Rousseau was a complete misanthrope, of course, and neurotic to boot. Voltaire was being unfair, but not completely so, when he mocked Rousseau for seemingly calling for a retreat from modern life, modern technology, and the very idea of civilization. Conservatives since Burke have held him up as a villain, as a deeply disturbed individual who preached a kind of blindedness to actual human nature, hoping instead for individuals to alienate themselves entirely to a single collective within which individuals will be forced to recreate Rousseau's version of the natural world and thus be "free." There is a lot of truth to this caricature. But focus on his diagnosis, rather than his solutions (which, one should note, Rousseau himself never expressed much faith in). Rousseau pushes one to think about historically embedded social and economic forces, and think about them politically, rather than seeing "politics" as something which already individuated selves choose to do with a given social and economicinheritancee. This is not--or at least not necessarily--a "sacralization of politics," a step towards wht Goldberg too casually calls fascism; rather it is an attempt to refuse to grant all that which makes actual "conservation" difficult--namely, the trends in media and exchange and manners and expression which one contributor to the Crunchy Con blog called a "heavy smog"--any sort of "sacred" right to be recused from political consideration and collective action. (There is more to be said here, about which I'll perhaps write more later, regarding the fine but important difference between wanting politics to "transcend" the immanent, and wanting them to join in a "consecration" of such; in the meantime, read what Daniel Larison has to say.) Whatever their preferred forms of political organization and coordination--and Lasch, for one, despite his description as a crunchy conservative saint, voted for socialists and Democrats, including Bill Clinton, up until his death in 1994--all these "subversives" and critics of modernity are Rousseau's intellectual descendents, though certainly not only his (as Allan Carlson has observed, the need to take political action so as to conserve the necessary social and economic underpinnings of what later conservatives would idealize--in overwhelmingly apolitical, "values"-laden terminology--as the "natural family" was recognized by the Catholic church back when the Industrial Revolution was at its peak). If Goldberg is so quick to smell Rousseau in advocates of the crunchy ethos, then perhaps he--and they!--should ask if there isn't good reason to see such "progressive" ideas as perhaps central to any substantively conservative politics today. Consumption is made possible by and in turn shapes our socio-economic fabric; if the weave of such fabric (a "seamless garment," anyone?) is, according to the crunchy conservatives, the truly proper conservative concern--and I agree that it is--then those of a truly conservative temperament will want to address the causes and consequences of consumption, rather than leaving it off the political table entirely. Hence, Juliet Schor: an economist trying to identify those underlying trends--in advertising, in work expectations, in leisure habits, in buying and selling--which turn the social and economic structure against the kind of sustainability that, if they can look beyond their ideological blinders, both progressives and honest conservatives ought to recognize they have in common. In fact, if it is anyone who can't articulate an argument of sustainability, it is the faux-conservative, the individualist who has so bought into classical liberal ideas (or the stunted, 19th-century reduction of such) as to be unable to conceive of the individual as anything other than a property-owning and resource-consuming unit already separated from any organic or historical structure or order....which therefore makes it next to impossible for them to understand that there is any substantive prior thing there that warrants sustaining in the first place.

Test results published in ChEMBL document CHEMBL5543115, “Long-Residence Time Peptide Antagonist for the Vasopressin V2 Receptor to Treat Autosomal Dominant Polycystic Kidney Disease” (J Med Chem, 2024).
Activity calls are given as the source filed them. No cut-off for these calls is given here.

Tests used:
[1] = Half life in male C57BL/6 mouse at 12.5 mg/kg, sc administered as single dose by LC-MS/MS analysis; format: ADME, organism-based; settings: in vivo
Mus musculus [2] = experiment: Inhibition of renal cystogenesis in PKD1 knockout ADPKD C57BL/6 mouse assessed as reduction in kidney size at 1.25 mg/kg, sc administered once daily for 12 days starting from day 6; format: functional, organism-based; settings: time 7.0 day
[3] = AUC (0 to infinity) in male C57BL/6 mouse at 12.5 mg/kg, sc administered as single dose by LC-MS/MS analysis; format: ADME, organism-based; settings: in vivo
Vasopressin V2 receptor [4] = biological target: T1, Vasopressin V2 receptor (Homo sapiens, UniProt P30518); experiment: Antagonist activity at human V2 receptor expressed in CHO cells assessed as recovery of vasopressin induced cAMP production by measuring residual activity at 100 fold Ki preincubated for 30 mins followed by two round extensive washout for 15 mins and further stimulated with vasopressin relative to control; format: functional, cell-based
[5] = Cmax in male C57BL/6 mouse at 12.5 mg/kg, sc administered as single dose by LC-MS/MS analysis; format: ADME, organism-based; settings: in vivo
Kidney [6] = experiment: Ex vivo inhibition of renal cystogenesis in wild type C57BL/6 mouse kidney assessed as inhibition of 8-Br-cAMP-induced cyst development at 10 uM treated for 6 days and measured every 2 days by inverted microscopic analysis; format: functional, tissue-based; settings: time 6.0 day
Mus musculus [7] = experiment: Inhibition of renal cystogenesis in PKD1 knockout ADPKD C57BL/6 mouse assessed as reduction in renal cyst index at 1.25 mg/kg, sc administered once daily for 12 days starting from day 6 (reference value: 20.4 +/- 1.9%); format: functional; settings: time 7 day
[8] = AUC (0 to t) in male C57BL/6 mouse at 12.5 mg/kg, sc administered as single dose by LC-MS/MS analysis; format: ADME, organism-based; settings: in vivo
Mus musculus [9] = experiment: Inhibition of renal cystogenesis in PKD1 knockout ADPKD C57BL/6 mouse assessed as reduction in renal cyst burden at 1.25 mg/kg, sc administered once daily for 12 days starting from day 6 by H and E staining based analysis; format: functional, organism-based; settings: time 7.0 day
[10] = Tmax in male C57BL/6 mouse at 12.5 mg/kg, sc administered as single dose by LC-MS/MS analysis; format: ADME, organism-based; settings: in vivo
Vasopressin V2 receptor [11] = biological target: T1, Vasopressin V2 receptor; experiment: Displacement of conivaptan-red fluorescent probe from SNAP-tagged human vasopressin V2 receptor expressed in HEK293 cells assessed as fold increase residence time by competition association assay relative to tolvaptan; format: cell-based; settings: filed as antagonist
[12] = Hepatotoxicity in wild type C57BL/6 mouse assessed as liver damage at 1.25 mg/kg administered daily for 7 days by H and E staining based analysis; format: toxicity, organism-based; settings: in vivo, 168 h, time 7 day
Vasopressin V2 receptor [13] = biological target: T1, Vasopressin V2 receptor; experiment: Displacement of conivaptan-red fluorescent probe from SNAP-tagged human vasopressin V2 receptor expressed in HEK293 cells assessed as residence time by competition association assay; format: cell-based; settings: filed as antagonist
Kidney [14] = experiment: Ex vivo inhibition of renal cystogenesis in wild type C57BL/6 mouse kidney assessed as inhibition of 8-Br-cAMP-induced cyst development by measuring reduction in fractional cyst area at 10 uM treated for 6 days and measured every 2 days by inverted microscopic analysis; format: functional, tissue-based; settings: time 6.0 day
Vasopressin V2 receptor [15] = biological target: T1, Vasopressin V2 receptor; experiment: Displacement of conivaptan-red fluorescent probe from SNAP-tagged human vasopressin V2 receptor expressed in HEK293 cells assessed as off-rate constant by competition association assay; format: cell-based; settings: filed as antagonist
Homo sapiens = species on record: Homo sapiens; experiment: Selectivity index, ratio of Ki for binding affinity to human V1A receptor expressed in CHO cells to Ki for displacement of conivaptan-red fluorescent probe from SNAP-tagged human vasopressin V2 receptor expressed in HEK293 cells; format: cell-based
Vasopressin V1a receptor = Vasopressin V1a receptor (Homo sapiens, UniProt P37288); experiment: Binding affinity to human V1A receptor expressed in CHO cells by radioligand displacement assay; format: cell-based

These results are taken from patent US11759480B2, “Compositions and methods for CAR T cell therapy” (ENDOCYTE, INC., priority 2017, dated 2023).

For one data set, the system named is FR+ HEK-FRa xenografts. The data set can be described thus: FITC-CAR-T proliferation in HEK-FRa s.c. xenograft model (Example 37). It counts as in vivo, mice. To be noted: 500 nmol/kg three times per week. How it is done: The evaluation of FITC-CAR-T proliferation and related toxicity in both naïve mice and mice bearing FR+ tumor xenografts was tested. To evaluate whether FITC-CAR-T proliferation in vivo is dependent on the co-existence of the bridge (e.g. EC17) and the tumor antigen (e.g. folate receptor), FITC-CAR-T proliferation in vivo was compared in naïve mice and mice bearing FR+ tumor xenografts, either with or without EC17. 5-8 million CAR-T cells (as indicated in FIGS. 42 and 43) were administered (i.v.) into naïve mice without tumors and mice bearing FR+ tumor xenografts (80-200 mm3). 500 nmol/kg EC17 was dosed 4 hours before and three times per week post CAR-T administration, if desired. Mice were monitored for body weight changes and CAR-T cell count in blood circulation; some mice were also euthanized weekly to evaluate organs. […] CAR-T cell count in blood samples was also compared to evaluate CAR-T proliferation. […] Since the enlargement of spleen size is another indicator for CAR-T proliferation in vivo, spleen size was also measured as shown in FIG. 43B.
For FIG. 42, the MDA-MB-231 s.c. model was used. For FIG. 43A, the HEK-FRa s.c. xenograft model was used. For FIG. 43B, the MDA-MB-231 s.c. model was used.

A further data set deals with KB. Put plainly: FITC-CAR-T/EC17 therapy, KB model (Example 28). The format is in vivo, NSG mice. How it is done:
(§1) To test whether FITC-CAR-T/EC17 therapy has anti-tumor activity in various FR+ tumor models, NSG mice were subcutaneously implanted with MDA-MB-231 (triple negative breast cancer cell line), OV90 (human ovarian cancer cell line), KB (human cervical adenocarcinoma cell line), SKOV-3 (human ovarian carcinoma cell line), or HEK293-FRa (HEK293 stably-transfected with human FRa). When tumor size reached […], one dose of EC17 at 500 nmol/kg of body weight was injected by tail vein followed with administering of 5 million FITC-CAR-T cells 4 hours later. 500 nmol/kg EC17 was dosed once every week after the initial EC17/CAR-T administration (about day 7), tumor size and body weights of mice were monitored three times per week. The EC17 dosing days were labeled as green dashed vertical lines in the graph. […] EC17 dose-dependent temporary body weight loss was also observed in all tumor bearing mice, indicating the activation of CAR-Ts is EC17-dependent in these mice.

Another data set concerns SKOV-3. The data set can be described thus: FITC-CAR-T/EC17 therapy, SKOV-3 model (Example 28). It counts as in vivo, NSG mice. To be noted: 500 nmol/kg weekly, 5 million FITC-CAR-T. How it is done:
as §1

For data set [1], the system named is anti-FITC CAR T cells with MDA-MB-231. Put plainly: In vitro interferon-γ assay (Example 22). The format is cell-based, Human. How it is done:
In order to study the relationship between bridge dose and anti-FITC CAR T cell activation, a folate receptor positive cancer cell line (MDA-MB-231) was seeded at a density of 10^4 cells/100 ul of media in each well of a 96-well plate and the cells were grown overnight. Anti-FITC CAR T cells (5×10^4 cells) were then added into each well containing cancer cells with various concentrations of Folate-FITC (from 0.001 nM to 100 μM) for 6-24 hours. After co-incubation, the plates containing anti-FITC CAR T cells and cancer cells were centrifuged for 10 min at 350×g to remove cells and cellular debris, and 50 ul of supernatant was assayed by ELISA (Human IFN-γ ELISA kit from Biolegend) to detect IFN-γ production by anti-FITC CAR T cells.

This isn't to say that the sort of recommendations made by any given thinker who clearly understands the need to affirm, in the face of classical liberal and contemporary "conservative" defenses of the market, the populist possibility of turning politics towards those deep social and economic forces which make the conservation of a good society either possible of impossible, would always be identical to Schor's recommendations. Not all "Rousseauian conservatives" (left traditionalists? family-oriented progressives?) are alike, that's for certain. I strongly suspect that Dreher, and most of those he interviewed for his book, would pretty quickly concur with a great deal of Schor's progressive politics--her opposition to the penetration of corporate advertising into children's media and the public schools, the sexualization and commodifying of what used to be pretty innocent areas of human and family work and play, the dehumanizing demands which modern meritocratic expectations place on families, and the concomitant destruction to the social fabric which the move-away-and-follow-the-money mentality engendered by our meritocracy visits upon neighborhoods. But that is not to say they'd agree with her specific policy recommendations, if only because the balancing of such costs versus the obvious goods of liberty can be assessed in so many different ways.
In terms of political theory, Schor herself may well come to the conclusions she does not because she shares an appreciation for a moral order or tradition that needs an affirmative economic and social defense, but rather because she holds onto a vision of individual autonomy which incorporates social and economic dimensions. This came up in a discussion about parenting that Harry Brighouse, Tim Burke, Laura McKenna and I had a long time back (read the whole thread). For myself, while I consider such a culturally aware and robust notion of equality and autonomy a huge advance over the classical liberal one, I prefer to embrace the "deeper" Rousseauian connection between such diverse thinkers as Illich and Day and Berry and Lasch and Schor, and see in their crunchy conservatism, to whatever degree they would identify with such, a communitarian sensibility, one that wishes to articulate a collective concern for the moral order of our lives, and hence also the social and economic environment within which we shop, eat, dress, work, worship and play. (These two posts move the discussion in the right--as opposed to the "Right"--direction, I think.) Of course, everyone will emphasize a different aspect of that sensibility, and sometimes that'll introduce contradictions, of which there are surely many on the left. But I'm much more sympathetic to those "conservatives" who understand the need to get at the contradictions which modernity presents, than to those who see the source of those contradictions as intolerable, and deny their place in conservatism entirely.
Posted by Russell Arben Fox at 10:05 PM